Immediately pay full employee contribution on his state pension
Will voluntarily and immediately pay the full employee contribution for his own pension if elected governor. “Currently, Wisconsin taxpayers foot the bill for both the employer and employee contributions for the pension benefit received by state employees and elected officials.”
Subjects: State Budget
This one was off from the start
Updated: Friday, November 4th, 2011 | By Dave Umhoefer
On the campaign trail in June 2010, Gov. Scott Walker pledged he would voluntarily pay toward his state pension immediately upon taking office.
He made the promise as he rolled out a plan to require all employees of the state to contribute to their pension -- a plan that became part of his controversial 2011 budget-repair bill that also sharply curtailed collective bargaining rights for most public employees.
Walker was specific about his personal pension promise -- and the timing of how he would fulfill it.
"Walker will voluntarily pay the full employee contribution for his own pension immediately and propose a plan requiring all employees of the state to contribute their portion as well, saving nearly $180 million a year for the taxpayers,” his campaign said in a news release on June 17, 2010.
The release continued: "Currently, Wisconsin taxpayers foot the bill for both the employer and employee contributions for the pension benefit received by state employees and elected officials.”
This promise escaped our attention when we built the Walk-O-Meter, but it made news Oct. 14, 2011 when The Associated Press reported on the issue.
The AP was told by Walker spokesman Cullen Werwie that the governor did not start paying the full cost until August, when the state law he pushed required elected officials and other state employees to contribute more.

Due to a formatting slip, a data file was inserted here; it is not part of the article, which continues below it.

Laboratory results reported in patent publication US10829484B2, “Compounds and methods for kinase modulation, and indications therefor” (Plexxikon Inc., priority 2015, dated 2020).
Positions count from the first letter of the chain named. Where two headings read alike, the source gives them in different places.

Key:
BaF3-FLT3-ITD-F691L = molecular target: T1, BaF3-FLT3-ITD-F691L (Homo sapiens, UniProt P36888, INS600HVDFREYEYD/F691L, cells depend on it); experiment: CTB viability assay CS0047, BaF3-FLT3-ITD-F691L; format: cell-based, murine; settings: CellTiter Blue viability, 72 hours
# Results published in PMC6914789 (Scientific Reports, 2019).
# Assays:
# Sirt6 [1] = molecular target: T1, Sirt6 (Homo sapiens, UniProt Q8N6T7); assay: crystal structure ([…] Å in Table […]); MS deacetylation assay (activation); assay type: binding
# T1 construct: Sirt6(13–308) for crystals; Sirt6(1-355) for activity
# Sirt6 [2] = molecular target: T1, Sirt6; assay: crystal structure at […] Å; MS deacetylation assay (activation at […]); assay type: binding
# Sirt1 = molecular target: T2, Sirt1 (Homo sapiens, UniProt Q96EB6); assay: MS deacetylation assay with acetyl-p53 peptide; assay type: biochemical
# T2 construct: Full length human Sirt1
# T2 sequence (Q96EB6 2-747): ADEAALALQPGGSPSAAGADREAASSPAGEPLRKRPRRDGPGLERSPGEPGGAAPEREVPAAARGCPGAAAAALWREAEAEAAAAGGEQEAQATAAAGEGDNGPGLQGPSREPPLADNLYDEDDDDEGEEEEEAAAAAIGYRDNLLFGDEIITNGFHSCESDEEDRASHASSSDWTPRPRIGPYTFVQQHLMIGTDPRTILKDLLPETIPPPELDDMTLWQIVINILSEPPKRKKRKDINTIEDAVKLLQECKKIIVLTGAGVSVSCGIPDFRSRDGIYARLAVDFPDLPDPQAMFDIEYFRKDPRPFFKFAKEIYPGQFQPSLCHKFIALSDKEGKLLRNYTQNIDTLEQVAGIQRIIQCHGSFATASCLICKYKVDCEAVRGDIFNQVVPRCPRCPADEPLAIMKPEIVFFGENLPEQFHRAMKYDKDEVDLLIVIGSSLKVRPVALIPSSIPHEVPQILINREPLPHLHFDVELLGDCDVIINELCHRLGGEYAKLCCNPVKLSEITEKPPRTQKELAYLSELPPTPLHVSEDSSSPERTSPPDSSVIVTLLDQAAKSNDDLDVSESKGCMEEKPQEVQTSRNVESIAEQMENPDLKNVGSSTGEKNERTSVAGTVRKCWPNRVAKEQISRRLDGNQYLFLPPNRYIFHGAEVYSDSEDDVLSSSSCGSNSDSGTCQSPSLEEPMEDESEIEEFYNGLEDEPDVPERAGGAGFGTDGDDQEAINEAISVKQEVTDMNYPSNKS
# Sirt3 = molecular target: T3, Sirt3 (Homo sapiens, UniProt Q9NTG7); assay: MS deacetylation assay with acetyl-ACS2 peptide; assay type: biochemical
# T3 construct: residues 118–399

"Werwie did not have an explanation for why Walker didn't pay until the law forced him to,” the AP story said. "The law required Walker and other elected officials to make payments of 6.65 percent of their salary starting in August. That goes up to 7.05 next year.”
The AP said that had the governor paid 6.65 percent of his salary from the time he took office, it would have cost him $5,600 before the requirement kicked in.
Werwie emphasized that over four years, the required pension contribution will result in Walker paying $34,108.
But the promise was to start paying immediately.
We rate this one Promise Broken.
The Associated Press, "Walker Broke Campaign Pension Promise,” Oct. 14, 2011
Milwaukee Journal Sentinel, "Walker slow to make good on pension campaign promise,” Oct. 14, 2011
Scott Walker campaign, news release, June 17, 2010
We want to hear your suggestions and comments. Email the Wisconsin Truth-O-Meter with feedback and with claims you'd like to see checked. If you send us a comment, we'll assume you don't mind us publishing it unless you tell us otherwise.